The Gregory Maven proves to be a good option for lightweight backpackers carrying loads under 25 pounds but ultimately is not as comfortable as we would like for a pack billed at being ready to carry 50-pound loads. Adjustable torso and hip belts make this model suited for getting a custom fit and we love that the Maven is still brimming with features like sleeping bag access, a dual-duty day pack/hydration sleeve, and an included rain cover, unlike many stripped-down lightweight packs. Weighing in at only 3.37 pounds, the Maven may suit you well if you want to trim the weight but not the features.
Gregory Maven 65L Review
Compare prices at 2 resellers Pros: Lightweight, fully featured with pockets and access points, adjustable torso and hip belt
Cons: Back padding buckles uncomfortably, mesh pockets lack durability
Compare to Similar Products
Our Analysis and Test Results
Gregory brings us the Maven as a lightweight option for those who don't want to sacrifice features. A combination of thinner fabrics and a slimmed-down frame shave ounces while adjustable fit features, included rain cover, and a slew of pockets make you feel like you aren't sacrificing just to save weight. A unique design makes the adjustable hip belt decidedly more functional than many for those with larger waists.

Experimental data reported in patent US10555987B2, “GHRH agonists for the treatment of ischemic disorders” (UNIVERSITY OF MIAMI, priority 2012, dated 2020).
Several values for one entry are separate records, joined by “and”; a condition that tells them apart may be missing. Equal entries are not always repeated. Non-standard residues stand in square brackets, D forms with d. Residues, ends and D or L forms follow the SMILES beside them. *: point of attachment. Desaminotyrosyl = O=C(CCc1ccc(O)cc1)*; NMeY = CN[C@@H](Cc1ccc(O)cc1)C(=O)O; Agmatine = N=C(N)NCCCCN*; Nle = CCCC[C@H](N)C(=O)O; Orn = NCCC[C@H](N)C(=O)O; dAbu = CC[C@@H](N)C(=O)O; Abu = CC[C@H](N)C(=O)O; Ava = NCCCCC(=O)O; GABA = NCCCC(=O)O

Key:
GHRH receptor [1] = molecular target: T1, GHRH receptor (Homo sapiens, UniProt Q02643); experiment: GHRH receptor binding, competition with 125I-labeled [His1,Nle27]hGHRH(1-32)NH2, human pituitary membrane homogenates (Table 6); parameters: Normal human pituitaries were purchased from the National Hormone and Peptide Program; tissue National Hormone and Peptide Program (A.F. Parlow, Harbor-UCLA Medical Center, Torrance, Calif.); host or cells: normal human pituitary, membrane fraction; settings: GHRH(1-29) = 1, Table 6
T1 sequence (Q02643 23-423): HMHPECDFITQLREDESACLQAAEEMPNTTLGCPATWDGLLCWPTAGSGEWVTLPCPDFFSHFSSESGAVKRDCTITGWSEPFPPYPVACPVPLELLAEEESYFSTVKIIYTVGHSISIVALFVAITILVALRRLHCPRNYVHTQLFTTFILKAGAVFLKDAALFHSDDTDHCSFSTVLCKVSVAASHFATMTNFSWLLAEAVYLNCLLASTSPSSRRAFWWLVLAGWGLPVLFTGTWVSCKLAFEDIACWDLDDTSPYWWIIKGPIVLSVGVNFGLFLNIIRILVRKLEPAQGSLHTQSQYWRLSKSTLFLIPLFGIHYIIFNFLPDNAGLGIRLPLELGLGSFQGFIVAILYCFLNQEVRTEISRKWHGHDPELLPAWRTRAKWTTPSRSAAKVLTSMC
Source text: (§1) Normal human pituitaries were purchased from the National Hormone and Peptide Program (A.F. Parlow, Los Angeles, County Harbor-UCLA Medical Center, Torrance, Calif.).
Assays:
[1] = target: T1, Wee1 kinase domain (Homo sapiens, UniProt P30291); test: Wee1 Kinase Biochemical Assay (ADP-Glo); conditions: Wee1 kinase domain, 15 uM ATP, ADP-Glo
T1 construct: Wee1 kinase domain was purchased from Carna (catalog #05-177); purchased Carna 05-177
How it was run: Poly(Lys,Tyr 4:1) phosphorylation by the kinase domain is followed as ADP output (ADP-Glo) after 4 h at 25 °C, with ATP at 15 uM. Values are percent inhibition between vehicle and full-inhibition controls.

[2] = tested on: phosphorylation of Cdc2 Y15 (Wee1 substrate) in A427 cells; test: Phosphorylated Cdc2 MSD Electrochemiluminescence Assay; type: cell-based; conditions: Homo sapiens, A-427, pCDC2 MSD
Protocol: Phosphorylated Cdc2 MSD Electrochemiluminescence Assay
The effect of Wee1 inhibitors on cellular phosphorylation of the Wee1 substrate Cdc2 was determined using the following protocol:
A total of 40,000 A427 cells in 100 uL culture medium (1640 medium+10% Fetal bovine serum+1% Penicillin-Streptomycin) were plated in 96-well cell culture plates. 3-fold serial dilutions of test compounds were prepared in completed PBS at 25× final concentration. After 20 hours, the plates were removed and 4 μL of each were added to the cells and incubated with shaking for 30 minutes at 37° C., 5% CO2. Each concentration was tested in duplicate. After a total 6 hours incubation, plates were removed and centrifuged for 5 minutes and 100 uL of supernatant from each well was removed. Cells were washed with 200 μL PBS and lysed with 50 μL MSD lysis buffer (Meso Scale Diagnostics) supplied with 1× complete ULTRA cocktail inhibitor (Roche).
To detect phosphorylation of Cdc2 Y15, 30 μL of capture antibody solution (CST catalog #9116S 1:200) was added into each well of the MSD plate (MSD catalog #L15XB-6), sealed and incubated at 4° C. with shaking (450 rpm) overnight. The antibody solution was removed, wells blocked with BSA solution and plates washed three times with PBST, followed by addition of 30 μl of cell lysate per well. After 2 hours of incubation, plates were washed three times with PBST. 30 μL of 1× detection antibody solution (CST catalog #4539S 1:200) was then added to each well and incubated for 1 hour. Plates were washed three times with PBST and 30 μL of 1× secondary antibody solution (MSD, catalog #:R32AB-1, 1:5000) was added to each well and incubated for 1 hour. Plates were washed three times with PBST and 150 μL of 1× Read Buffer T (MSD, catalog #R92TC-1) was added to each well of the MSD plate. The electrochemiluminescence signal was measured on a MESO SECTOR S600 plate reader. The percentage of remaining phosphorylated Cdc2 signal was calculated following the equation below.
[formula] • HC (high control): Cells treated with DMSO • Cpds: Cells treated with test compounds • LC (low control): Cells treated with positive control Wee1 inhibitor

Comfort and Suspension
Gregory lists 50 pounds as the max carry weight and, while we didn't expect to comfortably carry that much, we did expect a bit more performance from the suspension and straps. Our testers found the frame itself to be supportive of loads around 35 pounds yet felt that the weight wasn't adequately transferred around the hip belt, putting added pressure on our lumbar area. The Maven, like other Gregory packs we have tested, has a prominent lumbar curve. This seems to fit some users well while causing immediate discomfort in others, so we recommend trying it on before you buy.
The back panel is well ventilated with the pack itself held away from your back, but we were disappointed by the performance of the foam padding that contacts the users back. It's our opinion that it is attached to the frame in such a way that it shifts around and buckles under use, even with lighter loads. Our users found this uncomfortable and difficult to adapt to. We researched reviews on other sites but didn't find mention of the same issue so we don't know if this is a common problem or potentially a recent design change. We did see other users mentioning discomfort in the lumbar area but not with enough detail to indicate a recurring issue with the padding buckling. In our opinion, based on our testing, the back padding is not attached to the frame firmly enough to provide a stable carry.
While we didn't love the way the pack carried weight, we actually found the padding of the hip belt and shoulder straps very comfortable and durable. Even after a week's use on the trail, the padding maintains its form.
The Maven is one of a small class of packs that focused on being lightweight without sacrificing those pockets and features that you love. Retained in this 3.37-pound pack are a two-pocket removable lid, hip belt pockets, sleeping bag section, rear stash pocket, and dual side pockets plus a variety of compression straps and lash points.